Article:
Publication Date

1972

Document Type

Dissertation/Thesis

First Advisor

Parham, Ellen S.

Degree Name

M.S. (Master of Science)

Department

Department of Home Economics

LCSH

Obesity||Children--Nutrition--Psychological aspects||Women, Black

Abstract

The purpose of this study was to compare early feeding patterns and food involvement in obese and non-obese black female subjects. An open-end questionnaire was designed to gather information on factors related to pressure to eat. It was revised and administered to twelve subjects (six obese and six non-obese) for pilot testing. A few revisions were made after testing and the final instrument was designed. A weighted quantitative scale was developed to measure to eat. Forty-four obese and forty-four non-obese black female hospital patients participated in the study. Their skinfold measurements were taken to determine the degree of obesity in each subject. Each of the subjects was asked to respond to the two verbal instruments (pressure to eat questionnaire and the food involvement inventory of Parham and Petrich) (50). The null hypothesis that the obese and non-obese black females do not differ in their early experiences with food could not be rejected, as there was no significant difference between the groups. The second hypothesis which states that obese and non-obese subjects do not differ in their total food involvement scores cannot be rejected as the differences between the groups are approaching significance and thus suggest the desirability of further work.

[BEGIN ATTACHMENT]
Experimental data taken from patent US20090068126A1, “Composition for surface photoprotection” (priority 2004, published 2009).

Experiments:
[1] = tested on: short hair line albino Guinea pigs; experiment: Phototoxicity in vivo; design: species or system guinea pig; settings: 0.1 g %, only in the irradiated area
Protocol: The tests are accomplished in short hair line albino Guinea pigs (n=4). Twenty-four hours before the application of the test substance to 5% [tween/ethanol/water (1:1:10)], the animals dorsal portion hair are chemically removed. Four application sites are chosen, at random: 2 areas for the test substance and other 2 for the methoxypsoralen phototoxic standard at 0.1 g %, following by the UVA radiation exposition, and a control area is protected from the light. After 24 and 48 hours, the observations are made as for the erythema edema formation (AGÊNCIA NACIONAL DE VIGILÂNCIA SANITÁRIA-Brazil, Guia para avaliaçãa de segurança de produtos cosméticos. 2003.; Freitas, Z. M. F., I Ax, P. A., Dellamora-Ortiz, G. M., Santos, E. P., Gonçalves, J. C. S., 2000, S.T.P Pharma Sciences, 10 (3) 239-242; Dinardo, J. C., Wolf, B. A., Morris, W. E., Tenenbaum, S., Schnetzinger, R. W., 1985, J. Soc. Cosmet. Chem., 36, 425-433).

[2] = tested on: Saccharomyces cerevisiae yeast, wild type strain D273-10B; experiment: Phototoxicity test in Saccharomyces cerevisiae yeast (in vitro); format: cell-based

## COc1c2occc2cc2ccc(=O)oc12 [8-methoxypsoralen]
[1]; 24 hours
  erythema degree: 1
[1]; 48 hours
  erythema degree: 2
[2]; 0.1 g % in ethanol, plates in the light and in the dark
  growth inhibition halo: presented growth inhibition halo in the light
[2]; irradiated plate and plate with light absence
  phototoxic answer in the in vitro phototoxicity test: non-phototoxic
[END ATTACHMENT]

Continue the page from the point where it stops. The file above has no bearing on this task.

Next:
Comments

Includes bibliographical references (pages [54]-58)

Extent

74 pages

Language

eng

Publisher

Northern Illinois University

Rights Statement

In Copyright

Rights Statement 2

NIU theses are protected by copyright. They may be viewed from Huskie Commons for any purpose, but reproduction or distribution in any format is prohibited without the written permission of the authors.

Media Type

Text

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